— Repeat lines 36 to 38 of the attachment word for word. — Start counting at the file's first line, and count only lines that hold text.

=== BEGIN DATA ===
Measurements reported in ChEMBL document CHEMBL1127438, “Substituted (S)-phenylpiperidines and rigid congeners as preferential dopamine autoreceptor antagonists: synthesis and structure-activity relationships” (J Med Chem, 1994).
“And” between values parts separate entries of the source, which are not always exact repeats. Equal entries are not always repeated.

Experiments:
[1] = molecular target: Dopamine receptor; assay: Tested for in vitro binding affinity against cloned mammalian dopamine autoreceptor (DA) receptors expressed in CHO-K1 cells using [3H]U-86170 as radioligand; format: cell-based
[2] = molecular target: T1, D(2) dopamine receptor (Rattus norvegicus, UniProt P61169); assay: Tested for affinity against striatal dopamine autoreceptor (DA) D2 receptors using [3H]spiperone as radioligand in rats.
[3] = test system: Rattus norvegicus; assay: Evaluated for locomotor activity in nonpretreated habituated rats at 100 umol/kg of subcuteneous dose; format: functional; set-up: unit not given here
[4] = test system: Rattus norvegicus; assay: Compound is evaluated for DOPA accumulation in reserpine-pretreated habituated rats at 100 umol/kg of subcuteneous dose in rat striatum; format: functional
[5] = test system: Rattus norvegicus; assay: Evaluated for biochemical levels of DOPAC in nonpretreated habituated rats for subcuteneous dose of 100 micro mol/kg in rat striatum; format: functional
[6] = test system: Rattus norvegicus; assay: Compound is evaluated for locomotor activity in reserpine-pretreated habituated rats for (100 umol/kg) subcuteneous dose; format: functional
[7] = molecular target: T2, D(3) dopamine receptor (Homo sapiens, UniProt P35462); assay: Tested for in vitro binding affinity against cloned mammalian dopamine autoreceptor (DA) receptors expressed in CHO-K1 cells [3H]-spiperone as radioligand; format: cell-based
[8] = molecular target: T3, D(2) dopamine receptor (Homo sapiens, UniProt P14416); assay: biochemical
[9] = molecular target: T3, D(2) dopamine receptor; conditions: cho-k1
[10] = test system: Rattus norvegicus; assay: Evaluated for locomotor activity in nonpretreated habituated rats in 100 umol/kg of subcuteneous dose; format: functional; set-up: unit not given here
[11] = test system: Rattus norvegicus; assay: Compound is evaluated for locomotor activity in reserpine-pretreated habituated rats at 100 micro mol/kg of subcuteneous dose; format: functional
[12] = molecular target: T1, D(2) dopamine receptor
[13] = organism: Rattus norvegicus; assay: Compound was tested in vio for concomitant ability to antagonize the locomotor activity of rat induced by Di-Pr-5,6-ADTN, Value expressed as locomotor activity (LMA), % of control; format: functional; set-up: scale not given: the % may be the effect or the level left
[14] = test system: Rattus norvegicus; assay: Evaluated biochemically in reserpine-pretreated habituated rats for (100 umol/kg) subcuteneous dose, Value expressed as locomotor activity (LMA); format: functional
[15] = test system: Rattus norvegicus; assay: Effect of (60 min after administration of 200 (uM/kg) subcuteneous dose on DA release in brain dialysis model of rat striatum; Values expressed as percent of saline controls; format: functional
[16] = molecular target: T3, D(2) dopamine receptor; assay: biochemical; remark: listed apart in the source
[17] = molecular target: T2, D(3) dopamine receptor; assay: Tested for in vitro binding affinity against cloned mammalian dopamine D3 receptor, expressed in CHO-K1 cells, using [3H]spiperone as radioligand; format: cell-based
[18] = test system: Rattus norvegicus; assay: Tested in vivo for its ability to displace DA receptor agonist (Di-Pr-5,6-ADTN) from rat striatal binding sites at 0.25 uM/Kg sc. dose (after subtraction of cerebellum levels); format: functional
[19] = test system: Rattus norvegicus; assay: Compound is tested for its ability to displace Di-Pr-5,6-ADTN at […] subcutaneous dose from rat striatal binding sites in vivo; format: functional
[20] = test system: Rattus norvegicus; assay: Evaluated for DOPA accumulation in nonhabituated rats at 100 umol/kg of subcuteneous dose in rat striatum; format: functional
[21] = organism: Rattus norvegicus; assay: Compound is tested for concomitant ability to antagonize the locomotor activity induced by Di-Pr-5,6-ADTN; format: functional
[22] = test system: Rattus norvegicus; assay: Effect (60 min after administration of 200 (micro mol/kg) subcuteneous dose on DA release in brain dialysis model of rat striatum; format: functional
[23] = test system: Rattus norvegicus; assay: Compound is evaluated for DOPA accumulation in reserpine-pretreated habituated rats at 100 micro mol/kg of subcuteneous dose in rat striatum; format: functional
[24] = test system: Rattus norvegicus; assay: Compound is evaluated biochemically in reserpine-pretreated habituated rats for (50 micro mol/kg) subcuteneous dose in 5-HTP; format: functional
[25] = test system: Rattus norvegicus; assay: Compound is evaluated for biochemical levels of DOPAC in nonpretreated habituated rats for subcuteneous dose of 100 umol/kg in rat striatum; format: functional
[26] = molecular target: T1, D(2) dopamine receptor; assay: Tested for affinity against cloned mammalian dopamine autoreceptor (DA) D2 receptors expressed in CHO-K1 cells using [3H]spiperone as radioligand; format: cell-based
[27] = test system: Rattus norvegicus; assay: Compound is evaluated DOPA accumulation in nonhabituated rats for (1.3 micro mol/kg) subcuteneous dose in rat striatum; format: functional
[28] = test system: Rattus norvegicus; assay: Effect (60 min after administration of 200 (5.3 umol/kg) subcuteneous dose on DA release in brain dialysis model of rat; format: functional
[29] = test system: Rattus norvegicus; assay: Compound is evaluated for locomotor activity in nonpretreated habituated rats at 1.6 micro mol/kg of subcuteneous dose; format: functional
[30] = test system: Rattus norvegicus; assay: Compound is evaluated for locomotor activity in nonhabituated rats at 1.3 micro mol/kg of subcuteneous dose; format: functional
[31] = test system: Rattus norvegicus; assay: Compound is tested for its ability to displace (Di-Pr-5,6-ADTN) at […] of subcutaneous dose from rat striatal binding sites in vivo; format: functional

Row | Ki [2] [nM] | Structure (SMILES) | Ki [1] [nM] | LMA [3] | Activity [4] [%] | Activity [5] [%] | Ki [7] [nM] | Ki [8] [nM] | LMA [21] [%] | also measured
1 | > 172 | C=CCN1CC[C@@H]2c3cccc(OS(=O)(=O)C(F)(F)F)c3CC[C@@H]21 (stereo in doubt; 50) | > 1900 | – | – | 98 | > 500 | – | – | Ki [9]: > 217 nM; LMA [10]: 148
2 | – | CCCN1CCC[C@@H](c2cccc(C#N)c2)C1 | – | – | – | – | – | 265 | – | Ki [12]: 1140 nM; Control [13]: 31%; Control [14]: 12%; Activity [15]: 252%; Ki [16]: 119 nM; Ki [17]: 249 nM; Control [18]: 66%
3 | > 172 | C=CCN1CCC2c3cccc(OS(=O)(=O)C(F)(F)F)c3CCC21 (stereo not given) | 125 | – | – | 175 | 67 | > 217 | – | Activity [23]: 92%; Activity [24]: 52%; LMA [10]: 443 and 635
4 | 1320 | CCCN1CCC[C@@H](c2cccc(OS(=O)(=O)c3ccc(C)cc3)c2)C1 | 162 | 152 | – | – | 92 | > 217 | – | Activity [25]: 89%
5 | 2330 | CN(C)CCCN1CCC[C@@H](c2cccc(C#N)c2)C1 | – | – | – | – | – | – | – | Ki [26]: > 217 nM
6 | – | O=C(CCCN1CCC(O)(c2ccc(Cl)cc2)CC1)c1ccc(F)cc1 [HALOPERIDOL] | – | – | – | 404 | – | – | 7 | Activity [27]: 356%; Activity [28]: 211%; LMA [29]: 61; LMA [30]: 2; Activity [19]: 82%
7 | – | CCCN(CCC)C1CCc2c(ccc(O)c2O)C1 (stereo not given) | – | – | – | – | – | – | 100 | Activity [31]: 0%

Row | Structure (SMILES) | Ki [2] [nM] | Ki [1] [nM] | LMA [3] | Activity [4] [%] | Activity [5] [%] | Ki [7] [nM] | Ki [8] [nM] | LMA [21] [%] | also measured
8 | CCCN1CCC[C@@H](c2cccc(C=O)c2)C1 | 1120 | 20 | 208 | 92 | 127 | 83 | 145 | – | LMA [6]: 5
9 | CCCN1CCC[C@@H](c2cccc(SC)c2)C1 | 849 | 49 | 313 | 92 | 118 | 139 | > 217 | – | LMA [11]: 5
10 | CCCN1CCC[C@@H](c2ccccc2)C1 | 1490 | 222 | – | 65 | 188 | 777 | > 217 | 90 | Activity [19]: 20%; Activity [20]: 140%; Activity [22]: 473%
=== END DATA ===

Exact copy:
1 | > 172 | C=CCN1CC[C@@H]2c3cccc(OS(=O)(=O)C(F)(F)F)c3CC[C@@H]21 (stereo in doubt; 50) | > 1900 | – | – | 98 | > 500 | – | – | Ki [9]: > 217 nM; LMA [10]: 148
2 | – | CCCN1CCC[C@@H](c2cccc(C#N)c2)C1 | – | – | – | – | – | 265 | – | Ki [12]: 1140 nM; Control [13]: 31%; Control [14]: 12%; Activity [15]: 252%; Ki [16]: 119 nM; Ki [17]: 249 nM; Control [18]: 66%
3 | > 172 | C=CCN1CCC2c3cccc(OS(=O)(=O)C(F)(F)F)c3CCC21 (stereo not given) | 125 | – | – | 175 | 67 | > 217 | – | Activity [23]: 92%; Activity [24]: 52%; LMA [10]: 443 and 635